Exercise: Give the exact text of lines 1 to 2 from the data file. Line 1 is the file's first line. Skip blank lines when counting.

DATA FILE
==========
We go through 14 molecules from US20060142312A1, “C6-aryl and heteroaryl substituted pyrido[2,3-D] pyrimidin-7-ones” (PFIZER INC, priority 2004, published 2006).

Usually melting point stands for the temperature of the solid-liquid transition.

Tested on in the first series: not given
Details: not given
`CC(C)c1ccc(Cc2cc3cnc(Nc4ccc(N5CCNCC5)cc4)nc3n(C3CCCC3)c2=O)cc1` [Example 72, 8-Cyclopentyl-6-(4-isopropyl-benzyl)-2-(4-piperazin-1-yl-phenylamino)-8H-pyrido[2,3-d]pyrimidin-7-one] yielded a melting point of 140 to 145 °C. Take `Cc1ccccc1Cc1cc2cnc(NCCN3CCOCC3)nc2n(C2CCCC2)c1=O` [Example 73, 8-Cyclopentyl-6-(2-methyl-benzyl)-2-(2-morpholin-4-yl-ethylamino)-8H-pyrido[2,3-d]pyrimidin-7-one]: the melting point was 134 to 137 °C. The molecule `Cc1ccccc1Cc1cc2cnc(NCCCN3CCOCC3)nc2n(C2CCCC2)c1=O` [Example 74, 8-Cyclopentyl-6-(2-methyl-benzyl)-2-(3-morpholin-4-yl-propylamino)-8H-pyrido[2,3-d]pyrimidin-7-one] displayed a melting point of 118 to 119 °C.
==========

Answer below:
We go through 14 molecules from US20060142312A1, “C6-aryl and heteroaryl substituted pyrido[2,3-D] pyrimidin-7-ones” (PFIZER INC, priority 2004, published 2006).

Usually melting point stands for the temperature of the solid-liquid transition.